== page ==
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Why stop at imagining the world of tomorrow, when you can build it today?

If he chose Political Science, it was to change the order of things. ENGIE immediately gave him that opportunity. Reporting to Storengy General Management, Loïc Jaegert handles all aspects of governance and strategy. At the very heart of the challenges of energy transition.

"I've always been attracted to the social issues related to energy, water and the environment.”

And then there are mountain sports: skiing in winter, hiking in summer. And music all year round. But what interests Loïc first and foremost, are the great challenges affecting humanity. How can we optimise the management of our water and energy resources? How can we best recycle our waste? Keen to devote himself to socially responsible work, serving governments and communities, he seized the opportunity given to him by ENGIE in 2010 to train in top management through work-based learning. This two-year programme was a chance to become immersed in the major global energy issues. Sent to Thailand, he contributed to the integration of new electricity generation units following the acquisition of the British firm International Power. He also discovered the intricacies of Asia. "You arrive there with preconceptions, Western clichés. In fact, you have to adapt to each culture. Customs are very different in Thailand, Vietnam, Burma, Indonesia, Laos and Singapore." It took eight months to integrate all entities, and explain the new ENGIE strategy. Loïc was all about diplomacy. He organised the merger of teams, managed the cultural aspects, learnt to combine the customs of two companies to make them one, by taking the best of both worlds.

"Teamwork is about acknowledging that everyone has something to contribute and that skills can be complementary.”

Back in Europe, Loïc changed domain. In Luxembourg he immersed himself in the upper echelons of finance and LNG markets, then joined GrDF to help build the operating division in Normandy. There were 14 very local distribution agencies to bring together. "Each had its own procedures, its own profile. We unified all this, while managing territory issues." Loïc was struck by the huge amount of field and group work involved in creating a managerial system with a multi-agency, multi-territory, multi-skill approach. "The French are not used to change, or to exchange!" He set up a system of sharing good practice, which allowed him to show the teams that they had much to gain from working together.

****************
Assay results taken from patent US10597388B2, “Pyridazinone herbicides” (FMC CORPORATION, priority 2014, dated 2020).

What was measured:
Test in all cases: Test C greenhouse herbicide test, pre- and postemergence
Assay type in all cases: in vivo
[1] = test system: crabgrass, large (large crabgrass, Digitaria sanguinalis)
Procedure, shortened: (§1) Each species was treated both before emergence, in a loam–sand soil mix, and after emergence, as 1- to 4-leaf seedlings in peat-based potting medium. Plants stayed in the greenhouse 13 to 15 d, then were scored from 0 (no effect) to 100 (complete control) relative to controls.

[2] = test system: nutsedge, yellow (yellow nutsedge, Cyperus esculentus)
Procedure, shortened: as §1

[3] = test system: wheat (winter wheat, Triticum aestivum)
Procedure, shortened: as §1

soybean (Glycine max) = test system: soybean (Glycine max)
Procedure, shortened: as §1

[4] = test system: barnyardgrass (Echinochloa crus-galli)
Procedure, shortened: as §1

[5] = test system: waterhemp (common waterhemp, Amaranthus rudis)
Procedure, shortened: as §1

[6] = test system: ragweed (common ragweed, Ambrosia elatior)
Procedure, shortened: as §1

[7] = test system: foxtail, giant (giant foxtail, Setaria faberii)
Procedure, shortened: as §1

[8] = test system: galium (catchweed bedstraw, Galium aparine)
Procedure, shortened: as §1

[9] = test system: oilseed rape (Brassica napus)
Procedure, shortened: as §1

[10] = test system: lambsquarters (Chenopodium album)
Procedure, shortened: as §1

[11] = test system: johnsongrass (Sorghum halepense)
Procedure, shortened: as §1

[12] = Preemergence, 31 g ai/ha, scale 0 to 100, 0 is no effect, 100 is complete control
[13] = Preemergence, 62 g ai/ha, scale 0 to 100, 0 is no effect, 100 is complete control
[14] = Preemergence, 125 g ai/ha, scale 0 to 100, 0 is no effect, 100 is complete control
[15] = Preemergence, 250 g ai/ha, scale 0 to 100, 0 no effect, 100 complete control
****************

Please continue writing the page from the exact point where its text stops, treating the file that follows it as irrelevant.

The turning point that is energy transition

When he joined Storengy, Loïc had the skills and experience needed to help this gas storage specialist successfully complete its restructuring and become a key player in the energy transition.

"Storage needs are growing and diversifying: biogas, hydrogen, C02. Storengy has developed strong expertise in geoscience. It is a true specialist in energy storage, capable of working across many fields related to energy transition. Power to gas, for example, helps to overcome the intermittent nature of renewable energy, and electrolysis turns waste into synthesis gas.”

Loïc is extremely passionate about these issues. "Our experts have a firm grasp of the underground energies used to supply heating networks for cities and buildings, and to produce electricity.”

His role of Chief of staff puts him right at the crossroads of the Group's plans for diversification. "We work across the entire spectrum of energy storage: gas, but also compressed air, heat, hydrogen, and more. So, in the future, why not take over the battery business too?”

He deals with major energy issues on a daily basis, working with Group experts as well as elected officials. He presents them with Storengy's key strengths: energy solutions for decentralised areas, interconnections for integration into plans for smart cities, underground storage, and optimisation of land. "We store gas in salt caverns for industrial companies, we install surface solar panels, and we work on the biodiversity of sites. We operate in wind power, biogas stations, hydrogen, and more, all of which are areas of growing interest to communities.”

A coordinating role

Loïc provides governance for steering committees: preparation of agendas, summaries and follow-ups. "I have to ensure that every decision is properly understood in the field." He also manages transfers, crises, and public relations. "I make things easier for General Management." Strategically, he makes sure that the Enterprise Project is fully understood by the entire company. "We want our 1000 employees, across three countries, to feel involved." To do this, he runs seven working groups and an online network, and organises on-site events.

Loic devotes his free time - fortunately he has some! - to his family and his hobbies. He is also very committed to charity work, and housing refugees, particularly unaccompanied children, is a cause that is particularly close to his heart. "Young people are the most vulnerable, and they also have the most potential. They can integrate themselves much more quickly.” And isn't politics the art of living together?

Find Loïc Jaegert on LinkedIn